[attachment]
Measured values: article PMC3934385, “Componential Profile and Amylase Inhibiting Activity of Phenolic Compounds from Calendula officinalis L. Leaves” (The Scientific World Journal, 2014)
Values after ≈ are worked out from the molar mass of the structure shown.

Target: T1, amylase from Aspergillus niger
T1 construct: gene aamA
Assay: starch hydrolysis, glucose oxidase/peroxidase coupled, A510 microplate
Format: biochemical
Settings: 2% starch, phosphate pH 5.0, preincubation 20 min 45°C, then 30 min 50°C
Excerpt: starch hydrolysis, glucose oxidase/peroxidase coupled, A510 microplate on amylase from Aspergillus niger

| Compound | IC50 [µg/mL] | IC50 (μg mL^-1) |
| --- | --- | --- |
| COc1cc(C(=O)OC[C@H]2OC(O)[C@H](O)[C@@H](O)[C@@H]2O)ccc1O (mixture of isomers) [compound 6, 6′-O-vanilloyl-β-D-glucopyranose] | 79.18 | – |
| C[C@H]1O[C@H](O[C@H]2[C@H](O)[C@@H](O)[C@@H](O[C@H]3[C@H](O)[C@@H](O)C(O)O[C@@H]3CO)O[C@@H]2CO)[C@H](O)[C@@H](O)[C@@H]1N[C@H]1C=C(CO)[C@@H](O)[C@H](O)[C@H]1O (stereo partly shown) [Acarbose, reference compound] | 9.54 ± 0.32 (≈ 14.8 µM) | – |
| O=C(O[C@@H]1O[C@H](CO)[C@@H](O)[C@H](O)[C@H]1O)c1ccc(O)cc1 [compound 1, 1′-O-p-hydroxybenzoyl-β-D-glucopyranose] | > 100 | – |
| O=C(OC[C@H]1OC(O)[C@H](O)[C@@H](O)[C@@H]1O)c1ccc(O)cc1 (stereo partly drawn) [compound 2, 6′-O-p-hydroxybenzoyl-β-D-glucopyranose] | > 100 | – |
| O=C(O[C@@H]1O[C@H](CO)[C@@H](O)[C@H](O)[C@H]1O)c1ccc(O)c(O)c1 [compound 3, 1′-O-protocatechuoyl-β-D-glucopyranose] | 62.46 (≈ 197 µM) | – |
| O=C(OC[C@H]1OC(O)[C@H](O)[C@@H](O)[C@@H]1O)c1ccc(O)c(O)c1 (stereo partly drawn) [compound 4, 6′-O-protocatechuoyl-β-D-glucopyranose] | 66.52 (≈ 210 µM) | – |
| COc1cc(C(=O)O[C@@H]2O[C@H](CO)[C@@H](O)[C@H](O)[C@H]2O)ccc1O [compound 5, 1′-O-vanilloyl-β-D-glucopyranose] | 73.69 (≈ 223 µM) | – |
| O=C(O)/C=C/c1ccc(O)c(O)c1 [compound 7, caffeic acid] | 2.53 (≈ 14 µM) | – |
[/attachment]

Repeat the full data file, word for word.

Measured values: article PMC3934385, “Componential Profile and Amylase Inhibiting Activity of Phenolic Compounds from Calendula officinalis L. Leaves” (The Scientific World Journal, 2014)
Values after ≈ are worked out from the molar mass of the structure shown.

Target: T1, amylase from Aspergillus niger
T1 construct: gene aamA
Assay: starch hydrolysis, glucose oxidase/peroxidase coupled, A510 microplate
Format: biochemical
Settings: 2% starch, phosphate pH 5.0, preincubation 20 min 45°C, then 30 min 50°C
Excerpt: starch hydrolysis, glucose oxidase/peroxidase coupled, A510 microplate on amylase from Aspergillus niger

| Compound | IC50 [µg/mL] | IC50 (μg mL^-1) |
| --- | --- | --- |
| COc1cc(C(=O)OC[C@H]2OC(O)[C@H](O)[C@@H](O)[C@@H]2O)ccc1O (mixture of isomers) [compound 6, 6′-O-vanilloyl-β-D-glucopyranose] | 79.18 | – |
| C[C@H]1O[C@H](O[C@H]2[C@H](O)[C@@H](O)[C@@H](O[C@H]3[C@H](O)[C@@H](O)C(O)O[C@@H]3CO)O[C@@H]2CO)[C@H](O)[C@@H](O)[C@@H]1N[C@H]1C=C(CO)[C@@H](O)[C@H](O)[C@H]1O (stereo partly shown) [Acarbose, reference compound] | 9.54 ± 0.32 (≈ 14.8 µM) | – |
| O=C(O[C@@H]1O[C@H](CO)[C@@H](O)[C@H](O)[C@H]1O)c1ccc(O)cc1 [compound 1, 1′-O-p-hydroxybenzoyl-β-D-glucopyranose] | > 100 | – |
| O=C(OC[C@H]1OC(O)[C@H](O)[C@@H](O)[C@@H]1O)c1ccc(O)cc1 (stereo partly drawn) [compound 2, 6′-O-p-hydroxybenzoyl-β-D-glucopyranose] | > 100 | – |
| O=C(O[C@@H]1O[C@H](CO)[C@@H](O)[C@H](O)[C@H]1O)c1ccc(O)c(O)c1 [compound 3, 1′-O-protocatechuoyl-β-D-glucopyranose] | 62.46 (≈ 197 µM) | – |
| O=C(OC[C@H]1OC(O)[C@H](O)[C@@H](O)[C@@H]1O)c1ccc(O)c(O)c1 (stereo partly drawn) [compound 4, 6′-O-protocatechuoyl-β-D-glucopyranose] | 66.52 (≈ 210 µM) | – |
| COc1cc(C(=O)O[C@@H]2O[C@H](CO)[C@@H](O)[C@H](O)[C@H]2O)ccc1O [compound 5, 1′-O-vanilloyl-β-D-glucopyranose] | 73.69 (≈ 223 µM) | – |
| O=C(O)/C=C/c1ccc(O)c(O)c1 [compound 7, caffeic acid] | 2.53 (≈ 14 µM) | – |